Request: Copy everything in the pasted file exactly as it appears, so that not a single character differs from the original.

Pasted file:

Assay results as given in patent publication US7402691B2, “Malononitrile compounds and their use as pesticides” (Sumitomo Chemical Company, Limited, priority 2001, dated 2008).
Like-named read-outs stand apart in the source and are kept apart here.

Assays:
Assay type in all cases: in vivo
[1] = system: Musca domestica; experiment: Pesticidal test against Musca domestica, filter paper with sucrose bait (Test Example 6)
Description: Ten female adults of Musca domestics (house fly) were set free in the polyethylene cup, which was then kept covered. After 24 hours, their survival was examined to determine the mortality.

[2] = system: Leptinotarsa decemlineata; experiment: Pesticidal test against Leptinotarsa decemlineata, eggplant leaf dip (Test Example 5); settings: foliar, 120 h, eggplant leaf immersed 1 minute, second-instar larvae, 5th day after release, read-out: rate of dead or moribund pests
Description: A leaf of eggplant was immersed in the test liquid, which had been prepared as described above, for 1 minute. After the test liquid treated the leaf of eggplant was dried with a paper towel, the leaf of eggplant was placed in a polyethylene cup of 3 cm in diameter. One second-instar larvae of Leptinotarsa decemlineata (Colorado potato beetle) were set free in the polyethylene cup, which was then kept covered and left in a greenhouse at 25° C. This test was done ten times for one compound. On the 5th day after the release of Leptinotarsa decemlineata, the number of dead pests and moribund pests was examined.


Assay results as given in patent publication US7402691B2, “Malononitrile compounds and their use as pesticides” (Sumitomo Chemical Company, Limited, priority 2001, dated 2008).
Like-named read-outs stand apart in the source and are kept apart here.

Assays:
Assay type in all cases: in vivo
[1] = system: Musca domestica; experiment: Pesticidal test against Musca domestica, filter paper with sucrose bait (Test Example 6)
Description: Ten female adults of Musca domestics (house fly) were set free in the polyethylene cup, which was then kept covered. After 24 hours, their survival was examined to determine the mortality.

[2] = system: Leptinotarsa decemlineata; experiment: Pesticidal test against Leptinotarsa decemlineata, eggplant leaf dip (Test Example 5); settings: foliar, 120 h, eggplant leaf immersed 1 minute, second-instar larvae, 5th day after release, read-out: rate of dead or moribund pests
Description: A leaf of eggplant was immersed in the test liquid, which had been prepared as described above, for 1 minute. After the test liquid treated the leaf of eggplant was dried with a paper towel, the leaf of eggplant was placed in a polyethylene cup of 3 cm in diameter. One second-instar larvae of Leptinotarsa decemlineata (Colorado potato beetle) were set free in the polyethylene cup, which was then kept covered and left in a greenhouse at 25° C. This test was done ten times for one compound. On the 5th day after the release of Leptinotarsa decemlineata, the number of dead pests and moribund pests was examined.